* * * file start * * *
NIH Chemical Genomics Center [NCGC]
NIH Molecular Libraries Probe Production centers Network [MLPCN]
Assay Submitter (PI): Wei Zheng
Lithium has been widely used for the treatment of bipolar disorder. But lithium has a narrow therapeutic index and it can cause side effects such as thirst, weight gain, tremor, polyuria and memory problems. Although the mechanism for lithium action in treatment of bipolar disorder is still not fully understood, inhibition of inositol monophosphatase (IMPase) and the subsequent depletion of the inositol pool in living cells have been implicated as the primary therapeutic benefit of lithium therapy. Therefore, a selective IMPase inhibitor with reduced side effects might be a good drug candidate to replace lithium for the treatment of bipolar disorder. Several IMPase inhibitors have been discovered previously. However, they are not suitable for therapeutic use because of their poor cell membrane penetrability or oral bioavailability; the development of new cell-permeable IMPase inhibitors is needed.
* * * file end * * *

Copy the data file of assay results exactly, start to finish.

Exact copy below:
NIH Chemical Genomics Center [NCGC]
NIH Molecular Libraries Probe Production centers Network [MLPCN]
Assay Submitter (PI): Wei Zheng
Lithium has been widely used for the treatment of bipolar disorder. But lithium has a narrow therapeutic index and it can cause side effects such as thirst, weight gain, tremor, polyuria and memory problems. Although the mechanism for lithium action in treatment of bipolar disorder is still not fully understood, inhibition of inositol monophosphatase (IMPase) and the subsequent depletion of the inositol pool in living cells have been implicated as the primary therapeutic benefit of lithium therapy. Therefore, a selective IMPase inhibitor with reduced side effects might be a good drug candidate to replace lithium for the treatment of bipolar disorder. Several IMPase inhibitors have been discovered previously. However, they are not suitable for therapeutic use because of their poor cell membrane penetrability or oral bioavailability; the development of new cell-permeable IMPase inhibitors is needed.